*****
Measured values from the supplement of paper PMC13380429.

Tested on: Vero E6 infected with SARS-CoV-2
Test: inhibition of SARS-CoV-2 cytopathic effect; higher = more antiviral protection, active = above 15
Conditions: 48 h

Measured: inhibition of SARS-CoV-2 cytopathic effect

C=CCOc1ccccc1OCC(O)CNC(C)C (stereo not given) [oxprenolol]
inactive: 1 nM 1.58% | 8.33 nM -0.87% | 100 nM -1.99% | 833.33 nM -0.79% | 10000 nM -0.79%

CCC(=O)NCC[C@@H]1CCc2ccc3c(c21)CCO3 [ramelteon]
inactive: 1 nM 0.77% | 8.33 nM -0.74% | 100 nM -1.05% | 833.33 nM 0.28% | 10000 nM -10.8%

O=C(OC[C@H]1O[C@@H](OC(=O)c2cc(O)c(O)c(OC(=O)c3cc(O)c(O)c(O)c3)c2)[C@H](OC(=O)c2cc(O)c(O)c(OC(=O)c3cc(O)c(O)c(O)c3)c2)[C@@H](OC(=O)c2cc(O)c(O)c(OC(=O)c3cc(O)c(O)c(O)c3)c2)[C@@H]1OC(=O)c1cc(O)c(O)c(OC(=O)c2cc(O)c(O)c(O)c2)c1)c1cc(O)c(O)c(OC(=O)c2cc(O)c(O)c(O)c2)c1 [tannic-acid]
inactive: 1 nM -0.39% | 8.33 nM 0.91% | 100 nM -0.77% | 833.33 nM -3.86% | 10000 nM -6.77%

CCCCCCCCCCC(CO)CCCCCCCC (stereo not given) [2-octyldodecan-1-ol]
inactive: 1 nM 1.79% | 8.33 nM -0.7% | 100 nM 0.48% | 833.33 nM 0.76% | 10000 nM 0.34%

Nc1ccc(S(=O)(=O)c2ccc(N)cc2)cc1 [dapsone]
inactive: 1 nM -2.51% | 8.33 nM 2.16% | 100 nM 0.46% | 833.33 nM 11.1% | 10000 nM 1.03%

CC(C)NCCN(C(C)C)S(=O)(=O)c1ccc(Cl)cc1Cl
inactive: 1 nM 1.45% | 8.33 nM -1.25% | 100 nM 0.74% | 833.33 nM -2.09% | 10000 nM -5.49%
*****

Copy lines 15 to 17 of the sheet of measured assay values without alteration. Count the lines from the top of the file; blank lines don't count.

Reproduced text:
inactive: 1 nM -2.51% | 8.33 nM 2.16% | 100 nM 0.46% | 833.33 nM 11.1% | 10000 nM 1.03%

CC(C)NCCN(C(C)C)S(=O)(=O)c1ccc(Cl)cc1Cl
inactive: 1 nM 1.45% | 8.33 nM -1.25% | 100 nM 0.74% | 833.33 nM -2.09% | 10000 nM -5.49%